War in Our Collective Imagination

arabwomenresistance300Remarks at Veterans For Peace Convention, Asheville, NC, July 27, 2014.

I started seeing graphics pop up on social media sites this past week that said about Gaza: “It’s not war. It’s murder.”  So I started asking people what exactly they think war is if it’s distinct from murder.  Well, war, some of them told me, takes place between armies.  So I asked for anyone to name a war during the past century (that is, after World War I) where all or even most or even a majority of the dying was done by members of armies.  There may have been such a war.  There are enough scholars here today that somebody probably knows of one.  But if so, it isn’t the norm, and these people I was chatting with through social media couldn’t think of any such war and yet insisted that that’s just what war is.  So, is war then over and nobody told us?

For whatever reasons, I then very soon began seeing a graphic sent around that said about Gaza: “It’s not war. It’s genocide.”  And the typical explanation I got when I questioned this one was that the wagers of war and the wagers of genocide have different attitudes.  Are we sure about that? I’ve spoken to advocates for recent U.S. wars who wanted all or part of a population wiped out.  Plenty of supporters of the latest attacks on Gaza see them as counter-terrorism.  In wars between advanced militaries and poor peoples most of the death and injury is on one side and most of it — by anyone’s definition — civilian.  This is as true in Afghanistan, where war rolls on largely unchallenged, as in Gaza, about which we are newly outraged.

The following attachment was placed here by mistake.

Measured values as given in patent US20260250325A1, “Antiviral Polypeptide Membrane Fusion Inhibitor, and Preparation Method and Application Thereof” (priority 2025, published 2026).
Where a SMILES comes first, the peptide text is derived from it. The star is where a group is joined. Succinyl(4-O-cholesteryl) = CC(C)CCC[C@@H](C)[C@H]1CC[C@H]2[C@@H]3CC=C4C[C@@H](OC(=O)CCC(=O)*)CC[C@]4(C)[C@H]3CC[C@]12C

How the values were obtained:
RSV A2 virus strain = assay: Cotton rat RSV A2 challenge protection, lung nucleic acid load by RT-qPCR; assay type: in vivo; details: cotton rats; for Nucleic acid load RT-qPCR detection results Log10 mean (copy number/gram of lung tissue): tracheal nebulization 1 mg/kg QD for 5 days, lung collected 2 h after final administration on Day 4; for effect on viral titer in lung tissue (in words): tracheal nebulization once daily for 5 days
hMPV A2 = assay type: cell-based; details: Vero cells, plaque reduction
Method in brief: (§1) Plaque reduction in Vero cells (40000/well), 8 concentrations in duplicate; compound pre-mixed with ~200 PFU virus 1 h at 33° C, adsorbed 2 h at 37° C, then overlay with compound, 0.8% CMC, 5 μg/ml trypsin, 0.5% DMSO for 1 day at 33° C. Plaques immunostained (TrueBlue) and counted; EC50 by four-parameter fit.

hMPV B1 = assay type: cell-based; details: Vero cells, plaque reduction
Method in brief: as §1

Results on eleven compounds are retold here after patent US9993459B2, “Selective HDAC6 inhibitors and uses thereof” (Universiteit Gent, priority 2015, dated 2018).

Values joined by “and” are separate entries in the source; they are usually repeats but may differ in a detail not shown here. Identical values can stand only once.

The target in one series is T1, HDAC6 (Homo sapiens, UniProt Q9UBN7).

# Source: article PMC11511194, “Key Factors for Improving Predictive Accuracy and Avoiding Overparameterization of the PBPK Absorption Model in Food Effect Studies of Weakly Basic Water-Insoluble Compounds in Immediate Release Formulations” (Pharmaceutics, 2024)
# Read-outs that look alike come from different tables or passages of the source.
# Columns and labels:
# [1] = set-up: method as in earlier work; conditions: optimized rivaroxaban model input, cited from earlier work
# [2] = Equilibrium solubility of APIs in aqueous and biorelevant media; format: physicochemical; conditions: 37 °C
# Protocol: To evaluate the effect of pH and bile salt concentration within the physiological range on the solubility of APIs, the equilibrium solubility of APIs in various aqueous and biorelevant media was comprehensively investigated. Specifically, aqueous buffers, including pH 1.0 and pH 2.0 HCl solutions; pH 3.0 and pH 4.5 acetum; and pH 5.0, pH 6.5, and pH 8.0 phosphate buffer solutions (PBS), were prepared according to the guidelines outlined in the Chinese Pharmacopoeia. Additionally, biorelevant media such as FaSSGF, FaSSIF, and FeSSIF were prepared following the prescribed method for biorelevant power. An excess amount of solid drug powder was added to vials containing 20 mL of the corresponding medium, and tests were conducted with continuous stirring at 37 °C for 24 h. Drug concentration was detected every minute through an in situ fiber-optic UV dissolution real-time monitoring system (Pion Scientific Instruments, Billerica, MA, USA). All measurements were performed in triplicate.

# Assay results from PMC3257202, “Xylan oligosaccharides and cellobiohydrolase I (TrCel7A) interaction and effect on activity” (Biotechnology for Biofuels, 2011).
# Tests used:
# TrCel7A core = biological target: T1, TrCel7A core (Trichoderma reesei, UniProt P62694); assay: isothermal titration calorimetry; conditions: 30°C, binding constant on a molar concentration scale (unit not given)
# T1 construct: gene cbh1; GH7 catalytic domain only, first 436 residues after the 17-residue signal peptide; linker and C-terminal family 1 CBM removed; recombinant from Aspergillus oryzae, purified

Well, what’s wrong with outrage? Who cares what people call it? Why not criticize the war advocates rather than nitpicking the war opponents’ choice of words?  When people are outraged they will reach for whatever word their culture tells them is most powerful, be it murder or genocide or whatever.  Why not encourage that and worry a little more about the lunatics who are calling it defense or policing or terrorist removal?  (Eight-year-old terrorists!)

Yes, of course.  I’ve been going after CNN news readers for claiming Palestinians want to die and NBC for yanking its best reporter and ABC for claiming scenes of destruction in Gaza that just don’t exist in Israel are in fact in Israel — and the U.S. government for providing the weapons and the criminal immunity.  I’ve been promoting rallies and events aimed at swaying public opinion against what Israel has been doing, and against the sadistic bloodthirsty culture of those standing on hills cheering for the death and destruction below, quite regardless of what they call it.  But, as you’re probably aware, only the very most open-minded war advocates attend conventions of Veterans For Peace.  So, I’m speaking here backstage, as it were, at the peace movement.  Among those of us who want to stop the killing, are there better and worse ways to talk about it?  And is anything revealed by the ways in which we tend to talk about it when we aren’t hyper-focused on our language?